13.10.2021

Europe’s high energy prices: ACER looks at the drivers, outlook and policy considerations

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High Energy Prices, note, ACER

Europe’s high energy prices: ACER looks at the drivers, outlook and policy considerations

Europe’s high energy prices: a temporary shock or a permanent shift?

Energy commodity prices have reached unprecedented high levels across Europe. Gas prices in October 2021 are 400% more expensive than in April 2021. Power prices have increased by 200% (driven mainly by the increase in gas prices). Governments are interested in identifying the key drivers and in determining if it is a temporary shock or a permanent shift. The answers to these issues will help inform their policy response.

Today, the EU Agency for the Cooperation of Energy Regulators (ACER) publishes a note providing data and insights on the recent high energy prices in Europe. ACER’s note on high energy prices:

  • identifies the drivers and the impact on price levels across Europe;
  • provides the dominant market outlook of how long it is likely to last;
  • looks at certain market behaviours; and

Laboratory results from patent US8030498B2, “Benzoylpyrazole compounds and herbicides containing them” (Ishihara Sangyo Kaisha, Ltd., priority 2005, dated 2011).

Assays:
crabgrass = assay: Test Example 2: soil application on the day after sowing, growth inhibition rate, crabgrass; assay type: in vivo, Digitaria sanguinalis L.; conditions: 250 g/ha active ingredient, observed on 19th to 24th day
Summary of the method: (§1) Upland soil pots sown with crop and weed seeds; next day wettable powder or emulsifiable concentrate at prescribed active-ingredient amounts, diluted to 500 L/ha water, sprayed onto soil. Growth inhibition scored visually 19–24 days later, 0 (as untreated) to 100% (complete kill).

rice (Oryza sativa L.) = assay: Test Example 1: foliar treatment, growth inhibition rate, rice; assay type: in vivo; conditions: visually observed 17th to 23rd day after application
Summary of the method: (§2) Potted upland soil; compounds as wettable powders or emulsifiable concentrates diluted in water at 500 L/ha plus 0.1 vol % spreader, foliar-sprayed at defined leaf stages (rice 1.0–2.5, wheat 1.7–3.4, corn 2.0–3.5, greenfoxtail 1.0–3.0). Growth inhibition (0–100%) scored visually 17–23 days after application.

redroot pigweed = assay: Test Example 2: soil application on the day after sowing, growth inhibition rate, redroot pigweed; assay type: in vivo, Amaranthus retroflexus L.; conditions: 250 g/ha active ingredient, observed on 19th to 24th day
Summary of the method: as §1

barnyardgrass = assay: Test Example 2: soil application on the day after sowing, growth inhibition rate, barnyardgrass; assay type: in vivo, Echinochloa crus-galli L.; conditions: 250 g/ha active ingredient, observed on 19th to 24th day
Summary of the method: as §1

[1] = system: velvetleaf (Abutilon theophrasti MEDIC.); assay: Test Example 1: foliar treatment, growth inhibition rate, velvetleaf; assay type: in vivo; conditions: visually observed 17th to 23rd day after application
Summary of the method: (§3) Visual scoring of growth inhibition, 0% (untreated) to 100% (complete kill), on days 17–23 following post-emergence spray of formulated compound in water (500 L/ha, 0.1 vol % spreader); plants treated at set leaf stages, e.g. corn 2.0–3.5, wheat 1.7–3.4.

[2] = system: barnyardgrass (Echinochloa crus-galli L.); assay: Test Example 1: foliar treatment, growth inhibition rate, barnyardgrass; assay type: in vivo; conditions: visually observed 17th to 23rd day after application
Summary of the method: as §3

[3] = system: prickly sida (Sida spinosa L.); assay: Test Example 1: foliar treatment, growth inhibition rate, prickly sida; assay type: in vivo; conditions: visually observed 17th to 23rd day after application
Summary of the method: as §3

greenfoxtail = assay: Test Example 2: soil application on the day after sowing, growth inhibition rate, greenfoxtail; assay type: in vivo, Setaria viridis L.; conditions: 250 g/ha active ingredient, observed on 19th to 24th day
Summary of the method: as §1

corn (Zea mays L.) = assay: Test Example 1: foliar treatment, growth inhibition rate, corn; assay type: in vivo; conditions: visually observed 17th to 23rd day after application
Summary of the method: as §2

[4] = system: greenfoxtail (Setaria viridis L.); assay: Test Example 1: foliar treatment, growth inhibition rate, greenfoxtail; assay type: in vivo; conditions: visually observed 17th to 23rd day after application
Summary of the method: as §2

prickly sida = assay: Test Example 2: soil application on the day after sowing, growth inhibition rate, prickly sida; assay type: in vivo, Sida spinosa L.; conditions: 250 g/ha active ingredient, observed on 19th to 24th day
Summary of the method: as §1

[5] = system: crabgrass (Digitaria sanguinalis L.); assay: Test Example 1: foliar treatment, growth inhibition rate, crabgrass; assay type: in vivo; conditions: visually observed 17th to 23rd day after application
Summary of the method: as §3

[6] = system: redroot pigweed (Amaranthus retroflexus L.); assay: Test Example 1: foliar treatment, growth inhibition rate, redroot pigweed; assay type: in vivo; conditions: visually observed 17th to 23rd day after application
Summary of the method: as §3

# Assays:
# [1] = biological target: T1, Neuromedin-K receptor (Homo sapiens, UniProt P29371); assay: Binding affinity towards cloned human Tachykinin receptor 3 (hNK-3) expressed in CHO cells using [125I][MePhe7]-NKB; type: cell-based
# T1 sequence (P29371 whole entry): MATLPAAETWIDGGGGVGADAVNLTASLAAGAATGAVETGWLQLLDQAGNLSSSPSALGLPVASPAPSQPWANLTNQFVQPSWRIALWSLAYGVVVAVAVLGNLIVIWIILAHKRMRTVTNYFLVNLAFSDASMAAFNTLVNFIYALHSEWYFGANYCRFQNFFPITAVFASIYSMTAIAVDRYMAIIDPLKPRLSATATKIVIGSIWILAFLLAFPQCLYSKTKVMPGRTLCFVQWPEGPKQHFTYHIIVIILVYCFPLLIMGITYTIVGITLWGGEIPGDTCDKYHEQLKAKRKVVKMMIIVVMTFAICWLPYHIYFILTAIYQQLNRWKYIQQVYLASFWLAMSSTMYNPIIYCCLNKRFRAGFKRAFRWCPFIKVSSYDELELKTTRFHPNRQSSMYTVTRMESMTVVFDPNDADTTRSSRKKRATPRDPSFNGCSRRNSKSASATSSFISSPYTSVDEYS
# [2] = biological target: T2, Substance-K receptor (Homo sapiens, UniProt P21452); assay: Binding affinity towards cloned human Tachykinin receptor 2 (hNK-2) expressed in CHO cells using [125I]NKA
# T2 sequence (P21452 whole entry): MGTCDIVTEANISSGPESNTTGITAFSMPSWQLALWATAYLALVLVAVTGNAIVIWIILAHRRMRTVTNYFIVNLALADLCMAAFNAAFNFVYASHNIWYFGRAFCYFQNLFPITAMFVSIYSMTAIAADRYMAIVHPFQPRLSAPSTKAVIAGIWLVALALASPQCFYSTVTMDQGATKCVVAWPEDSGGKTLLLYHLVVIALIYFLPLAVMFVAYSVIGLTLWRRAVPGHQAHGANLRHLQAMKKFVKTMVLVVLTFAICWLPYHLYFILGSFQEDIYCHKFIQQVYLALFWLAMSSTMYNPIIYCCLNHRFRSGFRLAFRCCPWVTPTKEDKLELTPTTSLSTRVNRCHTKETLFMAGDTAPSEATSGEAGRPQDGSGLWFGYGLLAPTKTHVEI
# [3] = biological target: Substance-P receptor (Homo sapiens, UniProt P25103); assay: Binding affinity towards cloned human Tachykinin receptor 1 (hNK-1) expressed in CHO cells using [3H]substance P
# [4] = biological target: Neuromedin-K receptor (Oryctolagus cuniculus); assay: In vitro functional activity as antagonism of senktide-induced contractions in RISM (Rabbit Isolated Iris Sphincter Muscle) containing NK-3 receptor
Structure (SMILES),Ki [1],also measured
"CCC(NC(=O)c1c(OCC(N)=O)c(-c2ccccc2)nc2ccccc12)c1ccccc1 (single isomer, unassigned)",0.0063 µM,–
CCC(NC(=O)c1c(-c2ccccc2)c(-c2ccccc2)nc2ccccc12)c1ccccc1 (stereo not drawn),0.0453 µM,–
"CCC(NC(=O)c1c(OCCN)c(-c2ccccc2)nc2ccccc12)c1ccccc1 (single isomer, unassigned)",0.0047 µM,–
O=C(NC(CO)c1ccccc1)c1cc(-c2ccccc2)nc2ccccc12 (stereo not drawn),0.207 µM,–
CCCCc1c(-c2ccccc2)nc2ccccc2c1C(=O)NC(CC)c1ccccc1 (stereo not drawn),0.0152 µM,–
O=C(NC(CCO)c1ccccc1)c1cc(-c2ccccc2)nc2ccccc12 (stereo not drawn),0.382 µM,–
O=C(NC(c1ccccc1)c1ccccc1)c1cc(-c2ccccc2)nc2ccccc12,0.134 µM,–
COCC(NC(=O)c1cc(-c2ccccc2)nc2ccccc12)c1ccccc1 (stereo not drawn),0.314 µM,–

• touches on some important policy considerations (both short term and longer term).

Why are energy prices so high and how long will it last?

While various factors have contributed to the high energy prices in Europe, the main driver is the surge in the price of natural gas, caused mainly by a tight global LNG market. Forward markets expect a significant drop in wholesale prices for gas and electricity in spring 2022. A key variable in the very near term is the upcoming winter and its implications for gas demand.

Policy considerations – short term and longer term

The European Commission’s is preparing  a “toolbox” of measures that national governments could use to respond to price hikes without endangering the functioning of EU wholesale markets. This note by ACER touches on a few select policy considerations related to this response, namely:

  • disproportionate effects of high prices on vulnerable consumers and the possibility for Member States to mitigate this in the short term without unduly distorting fundamental market signals;
  • the functioning and rationale of the current EU electricity market design vis-à-vis the current high prices;
  • certain issues related to gas supply going forward such as possible joint purchasing of strategic gas reserves as well as possible obligations for gas storage; and
  • longer term transition trajectories and the link to holistic policy.

Today’s energy price squeeze is a reminder of Europe’s still high-dependency on imported fossil gas and the inherent volatility of global commodity markets. It is also a reminder that a well-designed energy transition pathway going forward will rely on holistic policy that targets demand just as much as supply, focusing on both the short-term and the long-term. As such, Europe’s transition pathway will likely need to be a more “managed transition” in the years ahead with both government and regulatory monitoring playing a significant role.

See also the ACER Director’s presentation on Europe’s energy prices to Finance Ministers at the 4th October Eurogroup meeting.